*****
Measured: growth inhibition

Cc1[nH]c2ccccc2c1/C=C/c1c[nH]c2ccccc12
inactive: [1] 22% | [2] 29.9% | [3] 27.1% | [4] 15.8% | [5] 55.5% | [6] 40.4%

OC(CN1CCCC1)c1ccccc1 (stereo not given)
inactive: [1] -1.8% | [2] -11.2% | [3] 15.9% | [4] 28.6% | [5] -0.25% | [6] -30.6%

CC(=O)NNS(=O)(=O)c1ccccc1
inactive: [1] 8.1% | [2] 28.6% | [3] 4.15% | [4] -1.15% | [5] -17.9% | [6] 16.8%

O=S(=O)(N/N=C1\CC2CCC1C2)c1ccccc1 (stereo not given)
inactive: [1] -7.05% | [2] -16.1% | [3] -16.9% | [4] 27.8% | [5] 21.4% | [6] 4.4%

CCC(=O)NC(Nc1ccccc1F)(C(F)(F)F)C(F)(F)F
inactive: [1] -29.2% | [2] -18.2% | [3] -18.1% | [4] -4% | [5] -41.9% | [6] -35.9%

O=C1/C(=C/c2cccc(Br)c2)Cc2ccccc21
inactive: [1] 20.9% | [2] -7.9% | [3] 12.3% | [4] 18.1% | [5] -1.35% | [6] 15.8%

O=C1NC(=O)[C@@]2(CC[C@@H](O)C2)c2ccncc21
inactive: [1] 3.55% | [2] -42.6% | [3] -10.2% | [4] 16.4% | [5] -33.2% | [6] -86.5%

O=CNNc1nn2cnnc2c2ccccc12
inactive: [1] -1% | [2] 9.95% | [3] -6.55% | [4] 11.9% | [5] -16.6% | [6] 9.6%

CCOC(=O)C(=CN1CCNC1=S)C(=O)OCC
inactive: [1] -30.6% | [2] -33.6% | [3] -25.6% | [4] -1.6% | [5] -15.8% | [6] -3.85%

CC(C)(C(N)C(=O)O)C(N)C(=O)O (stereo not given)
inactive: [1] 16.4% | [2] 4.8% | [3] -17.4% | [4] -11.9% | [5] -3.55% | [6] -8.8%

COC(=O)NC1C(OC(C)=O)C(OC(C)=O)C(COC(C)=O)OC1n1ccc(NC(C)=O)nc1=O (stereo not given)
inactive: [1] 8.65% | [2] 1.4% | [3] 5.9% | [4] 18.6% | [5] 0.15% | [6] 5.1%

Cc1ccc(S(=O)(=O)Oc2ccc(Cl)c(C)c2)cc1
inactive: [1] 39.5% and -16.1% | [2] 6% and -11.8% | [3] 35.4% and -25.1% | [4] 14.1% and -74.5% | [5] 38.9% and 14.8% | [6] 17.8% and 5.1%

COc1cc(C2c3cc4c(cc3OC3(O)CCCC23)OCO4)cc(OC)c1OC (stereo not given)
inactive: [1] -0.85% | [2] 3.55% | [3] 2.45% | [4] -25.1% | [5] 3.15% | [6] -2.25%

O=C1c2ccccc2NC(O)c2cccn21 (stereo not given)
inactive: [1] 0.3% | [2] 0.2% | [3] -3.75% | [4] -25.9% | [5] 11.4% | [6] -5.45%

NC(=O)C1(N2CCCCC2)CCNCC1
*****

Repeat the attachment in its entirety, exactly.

Measured: growth inhibition

Cc1[nH]c2ccccc2c1/C=C/c1c[nH]c2ccccc12
inactive: [1] 22% | [2] 29.9% | [3] 27.1% | [4] 15.8% | [5] 55.5% | [6] 40.4%

OC(CN1CCCC1)c1ccccc1 (stereo not given)
inactive: [1] -1.8% | [2] -11.2% | [3] 15.9% | [4] 28.6% | [5] -0.25% | [6] -30.6%

CC(=O)NNS(=O)(=O)c1ccccc1
inactive: [1] 8.1% | [2] 28.6% | [3] 4.15% | [4] -1.15% | [5] -17.9% | [6] 16.8%

O=S(=O)(N/N=C1\CC2CCC1C2)c1ccccc1 (stereo not given)
inactive: [1] -7.05% | [2] -16.1% | [3] -16.9% | [4] 27.8% | [5] 21.4% | [6] 4.4%

CCC(=O)NC(Nc1ccccc1F)(C(F)(F)F)C(F)(F)F
inactive: [1] -29.2% | [2] -18.2% | [3] -18.1% | [4] -4% | [5] -41.9% | [6] -35.9%

O=C1/C(=C/c2cccc(Br)c2)Cc2ccccc21
inactive: [1] 20.9% | [2] -7.9% | [3] 12.3% | [4] 18.1% | [5] -1.35% | [6] 15.8%

O=C1NC(=O)[C@@]2(CC[C@@H](O)C2)c2ccncc21
inactive: [1] 3.55% | [2] -42.6% | [3] -10.2% | [4] 16.4% | [5] -33.2% | [6] -86.5%

O=CNNc1nn2cnnc2c2ccccc12
inactive: [1] -1% | [2] 9.95% | [3] -6.55% | [4] 11.9% | [5] -16.6% | [6] 9.6%

CCOC(=O)C(=CN1CCNC1=S)C(=O)OCC
inactive: [1] -30.6% | [2] -33.6% | [3] -25.6% | [4] -1.6% | [5] -15.8% | [6] -3.85%

CC(C)(C(N)C(=O)O)C(N)C(=O)O (stereo not given)
inactive: [1] 16.4% | [2] 4.8% | [3] -17.4% | [4] -11.9% | [5] -3.55% | [6] -8.8%

COC(=O)NC1C(OC(C)=O)C(OC(C)=O)C(COC(C)=O)OC1n1ccc(NC(C)=O)nc1=O (stereo not given)
inactive: [1] 8.65% | [2] 1.4% | [3] 5.9% | [4] 18.6% | [5] 0.15% | [6] 5.1%

Cc1ccc(S(=O)(=O)Oc2ccc(Cl)c(C)c2)cc1
inactive: [1] 39.5% and -16.1% | [2] 6% and -11.8% | [3] 35.4% and -25.1% | [4] 14.1% and -74.5% | [5] 38.9% and 14.8% | [6] 17.8% and 5.1%

COc1cc(C2c3cc4c(cc3OC3(O)CCCC23)OCO4)cc(OC)c1OC (stereo not given)
inactive: [1] -0.85% | [2] 3.55% | [3] 2.45% | [4] -25.1% | [5] 3.15% | [6] -2.25%

O=C1c2ccccc2NC(O)c2cccn21 (stereo not given)
inactive: [1] 0.3% | [2] 0.2% | [3] -3.75% | [4] -25.9% | [5] 11.4% | [6] -5.45%

NC(=O)C1(N2CCCCC2)CCNCC1